Monday, 27 August 2012

Citizen Khan: to grow darker?

click to go to Adil Ray's website
BBC1’s new comedy Citizen Khan, written by and starring starring Adil Ray (right), was laugh-out-loud, and followed the tried-and-tested formula of a paterfamilias who thinks he’s in charge while his family get things done the right way behind his back. To strengthen the link to middle-class sitcomland, Kris Marshall from My Family starred as mosque manager Dave.

So why was it on more than an hour after the watershed?

My guess is because in the first episode when Khan, a "self-appointed community leader" in the "capital of British Pakistan", forgets to book the mosque for his daughter’s wedding, he is accused of racism by Dave because the "real" mosque manager – "the brown one" – is absent.

The accusation sounds uncontroversial, but it flies in the face of the BBC’s leftist assumption that only white people can be racist. Also, there’s been a reluctance among non-Muslim defenders of Islam to own up to Dave’s defence: that everybody is born Muslim. Perhaps because this is a comedy show, the corollary wasn’t mentioned: that any member of any other religion is an apostate, and the punishment for apostasy has been, in the past and present, death.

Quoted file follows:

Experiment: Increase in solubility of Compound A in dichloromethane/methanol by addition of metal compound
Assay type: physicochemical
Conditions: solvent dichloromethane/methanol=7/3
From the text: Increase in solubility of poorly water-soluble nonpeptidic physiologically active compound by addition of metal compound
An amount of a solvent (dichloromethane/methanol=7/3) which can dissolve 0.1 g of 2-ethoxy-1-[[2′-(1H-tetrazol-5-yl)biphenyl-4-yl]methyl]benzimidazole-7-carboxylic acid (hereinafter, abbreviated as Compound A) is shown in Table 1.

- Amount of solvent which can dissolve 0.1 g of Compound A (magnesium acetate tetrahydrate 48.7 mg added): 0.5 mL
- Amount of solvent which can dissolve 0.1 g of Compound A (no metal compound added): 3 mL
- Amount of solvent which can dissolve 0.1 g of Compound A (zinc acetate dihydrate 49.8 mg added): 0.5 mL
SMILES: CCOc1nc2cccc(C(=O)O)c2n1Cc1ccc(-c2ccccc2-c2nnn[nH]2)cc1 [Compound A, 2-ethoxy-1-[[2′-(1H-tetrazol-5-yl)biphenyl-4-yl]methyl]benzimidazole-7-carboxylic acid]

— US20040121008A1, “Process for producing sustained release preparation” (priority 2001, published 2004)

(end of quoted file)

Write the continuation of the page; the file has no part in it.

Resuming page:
The BBC can’t have been happy commissioning this show; seeing Muslims as "ordinary people" contradicts the leftist view that "Islam has spread peace, culture and learning around the world over the last 1,400 years."

Bhavna Limbachia as Alia Khan: go to programme webpage
What troubled me was Bhavna Limbachia’s (admittedly brilliant) portrayal of daughter Alia Khan as a Westernised girl (left). While wanting Pakistanis to integrate, I’m conscious that the Pakistani parents of Shafilea Ahmed were recently convicted of her murder because of her rejection of their culture in favour of integration. A similar character portrayed in a comedy so soon after the conviction risks accusations of bad taste.

Is this why Limbachia portrays Alia as hiding her blonde highlights under a traditional headscarf? Will further episodes grow darker? I'll be interested to see how Citizen Khan develops.